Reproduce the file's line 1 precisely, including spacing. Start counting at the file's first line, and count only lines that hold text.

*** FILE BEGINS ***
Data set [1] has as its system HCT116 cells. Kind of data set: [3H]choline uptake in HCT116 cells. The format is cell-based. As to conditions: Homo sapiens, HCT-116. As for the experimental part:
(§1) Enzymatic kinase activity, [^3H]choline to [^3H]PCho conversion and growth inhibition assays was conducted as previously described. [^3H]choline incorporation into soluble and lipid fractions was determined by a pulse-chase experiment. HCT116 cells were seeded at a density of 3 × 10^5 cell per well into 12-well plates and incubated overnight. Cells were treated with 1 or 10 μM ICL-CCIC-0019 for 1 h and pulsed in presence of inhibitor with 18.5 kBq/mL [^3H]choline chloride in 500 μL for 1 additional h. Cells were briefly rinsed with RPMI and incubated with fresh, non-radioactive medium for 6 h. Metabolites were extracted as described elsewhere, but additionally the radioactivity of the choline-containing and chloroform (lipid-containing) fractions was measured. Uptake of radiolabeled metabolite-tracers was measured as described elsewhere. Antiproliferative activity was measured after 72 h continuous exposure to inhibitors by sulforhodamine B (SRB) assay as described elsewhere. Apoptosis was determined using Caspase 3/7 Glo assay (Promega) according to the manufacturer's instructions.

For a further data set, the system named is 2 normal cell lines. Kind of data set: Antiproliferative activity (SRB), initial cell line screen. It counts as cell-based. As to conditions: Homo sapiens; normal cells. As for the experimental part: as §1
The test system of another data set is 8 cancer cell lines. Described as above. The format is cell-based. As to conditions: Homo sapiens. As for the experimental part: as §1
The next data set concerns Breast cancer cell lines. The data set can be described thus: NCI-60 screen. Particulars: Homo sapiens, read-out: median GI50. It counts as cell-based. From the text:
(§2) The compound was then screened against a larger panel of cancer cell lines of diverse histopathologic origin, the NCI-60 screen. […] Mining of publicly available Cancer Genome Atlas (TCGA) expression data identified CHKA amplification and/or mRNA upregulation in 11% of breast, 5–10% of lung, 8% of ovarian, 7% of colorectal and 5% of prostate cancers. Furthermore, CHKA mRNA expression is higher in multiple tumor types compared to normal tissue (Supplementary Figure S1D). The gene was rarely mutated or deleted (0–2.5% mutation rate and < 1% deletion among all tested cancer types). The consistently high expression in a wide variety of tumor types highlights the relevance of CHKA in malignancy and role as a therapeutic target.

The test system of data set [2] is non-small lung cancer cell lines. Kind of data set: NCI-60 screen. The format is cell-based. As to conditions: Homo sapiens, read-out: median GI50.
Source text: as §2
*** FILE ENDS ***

Data set [1] has as its system HCT116 cells. Kind of data set: [3H]choline uptake in HCT116 cells. The format is cell-based. As to conditions: Homo sapiens, HCT-116. As for the experimental part: